Sunday, February 28, 2016
Stoner Spotlight: Killer Gandhi
Hailing from that stoner rock n' roll mecca, Oklahoma City, Killer Gandhi recently managed 2 releases in 4 months, between December, 2014 and February, 2015. The initial drop was the self titled, 10 track LP Killer Gandhi soon followed by the 5 track EP Digital Messiah.
Expressing an edgy, scratchy, rocky sound deeply seated in both the 90s grunge and desert sounds, as well as a raw garage hillbilly boogie, these Okie gents crank out some raucous fun. The first album sets the stage nicely with a cool range of sounds in the LP's ten songs, from the opening Roadsaw-like sound of "Nasty Bastard", the haunting, desperate "In the Sun", the heavy, loud, and delightfully funky "Filthy Nickel", and the emotionally deep "All the Time in the World" to pinpoint a few. The vocals are beautifully edgy and raw, never overwhelmed in range or effort, fitting beautifully with the huge, jagged guitar, deep, driving bass, and piercing, pointed drumwork.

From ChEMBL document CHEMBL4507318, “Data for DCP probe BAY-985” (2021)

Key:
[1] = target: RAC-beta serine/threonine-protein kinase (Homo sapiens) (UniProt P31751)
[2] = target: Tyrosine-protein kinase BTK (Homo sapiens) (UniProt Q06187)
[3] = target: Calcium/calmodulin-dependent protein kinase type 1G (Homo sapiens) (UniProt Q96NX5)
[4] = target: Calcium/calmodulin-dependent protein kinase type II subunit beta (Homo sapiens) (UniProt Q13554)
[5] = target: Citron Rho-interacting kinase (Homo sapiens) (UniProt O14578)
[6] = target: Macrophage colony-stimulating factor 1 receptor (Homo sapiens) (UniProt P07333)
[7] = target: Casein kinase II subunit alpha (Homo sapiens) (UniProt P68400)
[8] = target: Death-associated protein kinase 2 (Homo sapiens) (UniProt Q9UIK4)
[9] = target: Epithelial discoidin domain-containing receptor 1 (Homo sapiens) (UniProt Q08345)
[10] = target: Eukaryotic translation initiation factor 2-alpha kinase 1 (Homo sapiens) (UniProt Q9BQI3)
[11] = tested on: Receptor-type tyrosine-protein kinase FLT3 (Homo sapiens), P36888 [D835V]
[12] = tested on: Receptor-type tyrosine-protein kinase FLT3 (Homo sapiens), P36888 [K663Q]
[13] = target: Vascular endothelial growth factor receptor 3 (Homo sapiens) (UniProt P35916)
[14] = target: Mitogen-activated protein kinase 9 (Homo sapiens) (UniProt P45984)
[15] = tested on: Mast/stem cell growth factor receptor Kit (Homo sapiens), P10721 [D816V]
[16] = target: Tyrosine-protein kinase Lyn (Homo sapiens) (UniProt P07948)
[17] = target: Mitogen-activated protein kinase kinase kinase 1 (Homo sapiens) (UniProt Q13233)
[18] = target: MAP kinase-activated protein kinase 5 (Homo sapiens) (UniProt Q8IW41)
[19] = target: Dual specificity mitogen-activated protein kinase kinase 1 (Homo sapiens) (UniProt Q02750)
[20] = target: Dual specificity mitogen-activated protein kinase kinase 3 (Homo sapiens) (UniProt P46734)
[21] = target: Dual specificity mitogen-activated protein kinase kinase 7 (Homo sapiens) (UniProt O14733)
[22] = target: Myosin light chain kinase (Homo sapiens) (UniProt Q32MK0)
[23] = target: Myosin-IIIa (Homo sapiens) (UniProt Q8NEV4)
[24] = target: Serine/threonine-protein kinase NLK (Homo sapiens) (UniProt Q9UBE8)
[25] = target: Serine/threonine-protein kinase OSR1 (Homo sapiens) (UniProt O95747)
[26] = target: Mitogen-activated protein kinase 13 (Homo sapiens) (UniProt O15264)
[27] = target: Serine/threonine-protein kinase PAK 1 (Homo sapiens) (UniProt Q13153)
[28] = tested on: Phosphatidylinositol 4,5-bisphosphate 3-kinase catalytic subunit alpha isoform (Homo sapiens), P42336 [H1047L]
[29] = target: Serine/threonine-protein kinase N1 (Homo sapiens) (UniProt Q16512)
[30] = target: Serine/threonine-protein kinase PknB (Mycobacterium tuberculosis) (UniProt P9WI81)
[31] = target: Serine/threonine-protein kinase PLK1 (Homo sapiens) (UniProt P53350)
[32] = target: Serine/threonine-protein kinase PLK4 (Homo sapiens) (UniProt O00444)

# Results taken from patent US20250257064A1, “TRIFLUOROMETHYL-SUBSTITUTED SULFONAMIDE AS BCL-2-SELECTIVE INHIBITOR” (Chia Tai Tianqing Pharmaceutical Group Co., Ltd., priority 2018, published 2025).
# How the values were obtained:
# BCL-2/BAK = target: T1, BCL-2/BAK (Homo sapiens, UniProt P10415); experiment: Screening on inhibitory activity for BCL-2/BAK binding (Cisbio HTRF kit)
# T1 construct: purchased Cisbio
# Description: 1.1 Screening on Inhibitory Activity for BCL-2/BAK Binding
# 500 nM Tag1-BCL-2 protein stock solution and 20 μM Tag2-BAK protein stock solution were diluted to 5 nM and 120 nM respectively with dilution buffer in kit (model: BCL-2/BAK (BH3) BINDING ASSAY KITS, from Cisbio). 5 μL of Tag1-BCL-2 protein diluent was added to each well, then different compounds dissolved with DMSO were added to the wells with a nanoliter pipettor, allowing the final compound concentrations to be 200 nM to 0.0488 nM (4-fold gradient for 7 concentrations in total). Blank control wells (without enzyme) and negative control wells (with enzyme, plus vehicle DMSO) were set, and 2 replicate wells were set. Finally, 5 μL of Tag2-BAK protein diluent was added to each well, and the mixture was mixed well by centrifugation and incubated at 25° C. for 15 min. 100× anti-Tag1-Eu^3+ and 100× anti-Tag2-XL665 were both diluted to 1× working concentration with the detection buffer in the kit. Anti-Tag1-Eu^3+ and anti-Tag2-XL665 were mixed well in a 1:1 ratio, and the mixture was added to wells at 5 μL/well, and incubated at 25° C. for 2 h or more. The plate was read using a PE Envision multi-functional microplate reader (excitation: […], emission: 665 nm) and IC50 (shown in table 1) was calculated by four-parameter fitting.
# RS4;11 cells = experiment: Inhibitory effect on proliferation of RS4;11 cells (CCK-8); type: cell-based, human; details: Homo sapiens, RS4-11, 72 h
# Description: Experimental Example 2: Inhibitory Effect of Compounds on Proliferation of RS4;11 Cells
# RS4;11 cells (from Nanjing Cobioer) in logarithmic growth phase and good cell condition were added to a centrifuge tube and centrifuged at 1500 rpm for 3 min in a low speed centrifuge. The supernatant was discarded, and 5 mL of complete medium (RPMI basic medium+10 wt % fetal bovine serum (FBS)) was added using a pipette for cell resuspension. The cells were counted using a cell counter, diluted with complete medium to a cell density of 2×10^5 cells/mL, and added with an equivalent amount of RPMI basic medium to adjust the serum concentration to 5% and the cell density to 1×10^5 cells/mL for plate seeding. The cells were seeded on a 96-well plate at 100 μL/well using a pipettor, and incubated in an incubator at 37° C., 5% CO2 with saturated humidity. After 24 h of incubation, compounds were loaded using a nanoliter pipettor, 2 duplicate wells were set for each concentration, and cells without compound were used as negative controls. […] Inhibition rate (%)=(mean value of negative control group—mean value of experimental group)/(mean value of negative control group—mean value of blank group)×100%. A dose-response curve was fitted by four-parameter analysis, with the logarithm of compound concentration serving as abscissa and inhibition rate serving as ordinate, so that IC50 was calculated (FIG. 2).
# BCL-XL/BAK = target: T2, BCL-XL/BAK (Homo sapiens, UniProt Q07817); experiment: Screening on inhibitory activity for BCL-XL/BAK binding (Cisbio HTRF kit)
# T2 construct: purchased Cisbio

The 5 track second album ups the stakes significantly, never backsliding in quality or imagination, and instead grabbing and gripping with tight melodies, tight performances, and an oh so right rock sound jam packed with fuzz, fun, history, and a bit of uncharted territory. "Laugh Now, Die Later" is a song for the ages, giving us a tune that should make anyone's playlist of favorites. "It's Gonna Break" is reminiscent of great grunge tunes mashed up with huge fuzzy stoner guitars creating a sound of fierceness and joy. The album closes out with the raucous, rollicking rocker "Hostile Takeover"
These 2 albums are quite the treat, seeming to languish in that big pile of wonderful stoner/fuzz sound out in the world, but hopefully, here, they will be able to provide a bit of rock n' fuzz respite from the harshness of horrible news everywhere you turn these days, a treat that can move your soul as it does the corners of you mouth, tickling your fuzz receptors in the process.
Killer Gandhi has mainly consisted of 4 members. On the EP, the latest release, Levi Dickerson deftly manned the drums, Josh Griffin and Steve Macanally shared shredding duties on guitar, and Brad Reed carried the heavy load on bass. In addition to his guitar work, Macanally was front and center with those righteous vocals. Since the release of Digital Messiah the band has been reduced to Macanally and Reed, but that is 50% of the song writing chops and 100% of the matchless and laudable crooning, so there remains huge potential for future stoner grunge boogie. We can only hope.
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